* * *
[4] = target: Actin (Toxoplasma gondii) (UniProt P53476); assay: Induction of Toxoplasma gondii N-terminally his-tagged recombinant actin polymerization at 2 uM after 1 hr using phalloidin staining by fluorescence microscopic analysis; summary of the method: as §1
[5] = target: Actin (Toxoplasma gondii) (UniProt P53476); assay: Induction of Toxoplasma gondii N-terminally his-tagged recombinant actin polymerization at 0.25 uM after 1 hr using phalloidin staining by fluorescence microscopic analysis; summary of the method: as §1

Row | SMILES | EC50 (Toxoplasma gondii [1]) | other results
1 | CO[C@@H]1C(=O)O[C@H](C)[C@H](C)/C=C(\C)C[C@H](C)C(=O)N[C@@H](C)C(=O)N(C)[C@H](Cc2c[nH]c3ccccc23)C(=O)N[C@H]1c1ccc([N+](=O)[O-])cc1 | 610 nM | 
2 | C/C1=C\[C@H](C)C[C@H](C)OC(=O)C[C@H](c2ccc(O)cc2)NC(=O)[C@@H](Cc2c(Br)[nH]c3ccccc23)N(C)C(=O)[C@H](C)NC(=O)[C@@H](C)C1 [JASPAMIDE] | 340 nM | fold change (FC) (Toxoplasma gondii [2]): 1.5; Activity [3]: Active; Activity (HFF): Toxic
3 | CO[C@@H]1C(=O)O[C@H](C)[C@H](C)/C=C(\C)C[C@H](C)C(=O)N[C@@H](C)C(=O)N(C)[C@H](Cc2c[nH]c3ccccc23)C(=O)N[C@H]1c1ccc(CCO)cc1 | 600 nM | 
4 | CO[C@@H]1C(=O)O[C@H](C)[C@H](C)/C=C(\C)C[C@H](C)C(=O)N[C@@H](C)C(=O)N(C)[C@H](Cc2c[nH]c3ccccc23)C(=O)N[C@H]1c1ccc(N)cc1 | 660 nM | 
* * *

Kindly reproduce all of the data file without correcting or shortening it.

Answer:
[4] = target: Actin (Toxoplasma gondii) (UniProt P53476); assay: Induction of Toxoplasma gondii N-terminally his-tagged recombinant actin polymerization at 2 uM after 1 hr using phalloidin staining by fluorescence microscopic analysis; summary of the method: as §1
[5] = target: Actin (Toxoplasma gondii) (UniProt P53476); assay: Induction of Toxoplasma gondii N-terminally his-tagged recombinant actin polymerization at 0.25 uM after 1 hr using phalloidin staining by fluorescence microscopic analysis; summary of the method: as §1

Row | SMILES | EC50 (Toxoplasma gondii [1]) | other results
1 | CO[C@@H]1C(=O)O[C@H](C)[C@H](C)/C=C(\C)C[C@H](C)C(=O)N[C@@H](C)C(=O)N(C)[C@H](Cc2c[nH]c3ccccc23)C(=O)N[C@H]1c1ccc([N+](=O)[O-])cc1 | 610 nM | 
2 | C/C1=C\[C@H](C)C[C@H](C)OC(=O)C[C@H](c2ccc(O)cc2)NC(=O)[C@@H](Cc2c(Br)[nH]c3ccccc23)N(C)C(=O)[C@H](C)NC(=O)[C@@H](C)C1 [JASPAMIDE] | 340 nM | fold change (FC) (Toxoplasma gondii [2]): 1.5; Activity [3]: Active; Activity (HFF): Toxic
3 | CO[C@@H]1C(=O)O[C@H](C)[C@H](C)/C=C(\C)C[C@H](C)C(=O)N[C@@H](C)C(=O)N(C)[C@H](Cc2c[nH]c3ccccc23)C(=O)N[C@H]1c1ccc(CCO)cc1 | 600 nM | 
4 | CO[C@@H]1C(=O)O[C@H](C)[C@H](C)/C=C(\C)C[C@H](C)C(=O)N[C@@H](C)C(=O)N(C)[C@H](Cc2c[nH]c3ccccc23)C(=O)N[C@H]1c1ccc(N)cc1 | 660 nM | 